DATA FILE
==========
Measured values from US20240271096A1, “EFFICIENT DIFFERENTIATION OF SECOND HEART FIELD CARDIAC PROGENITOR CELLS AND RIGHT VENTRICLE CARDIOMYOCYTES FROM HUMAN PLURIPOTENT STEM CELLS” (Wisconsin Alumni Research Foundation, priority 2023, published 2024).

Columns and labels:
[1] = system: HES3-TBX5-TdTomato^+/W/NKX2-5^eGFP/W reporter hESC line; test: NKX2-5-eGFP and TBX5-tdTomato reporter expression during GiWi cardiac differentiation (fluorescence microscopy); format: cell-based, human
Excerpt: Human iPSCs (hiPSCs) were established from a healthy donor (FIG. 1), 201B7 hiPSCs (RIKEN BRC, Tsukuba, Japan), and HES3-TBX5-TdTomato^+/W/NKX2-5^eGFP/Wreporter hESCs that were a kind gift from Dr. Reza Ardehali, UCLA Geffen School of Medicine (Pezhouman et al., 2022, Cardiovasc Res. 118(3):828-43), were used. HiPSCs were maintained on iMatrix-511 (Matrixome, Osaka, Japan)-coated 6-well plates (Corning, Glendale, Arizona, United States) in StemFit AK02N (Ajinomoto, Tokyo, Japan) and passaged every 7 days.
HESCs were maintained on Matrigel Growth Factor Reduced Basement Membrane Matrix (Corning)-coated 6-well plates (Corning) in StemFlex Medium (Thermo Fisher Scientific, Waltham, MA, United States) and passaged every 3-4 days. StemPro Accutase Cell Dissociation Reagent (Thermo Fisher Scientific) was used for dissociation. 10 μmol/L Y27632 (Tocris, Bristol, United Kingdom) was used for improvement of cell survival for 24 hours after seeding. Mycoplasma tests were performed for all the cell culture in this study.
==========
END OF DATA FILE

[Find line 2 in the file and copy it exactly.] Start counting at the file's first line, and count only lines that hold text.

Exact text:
Columns and labels: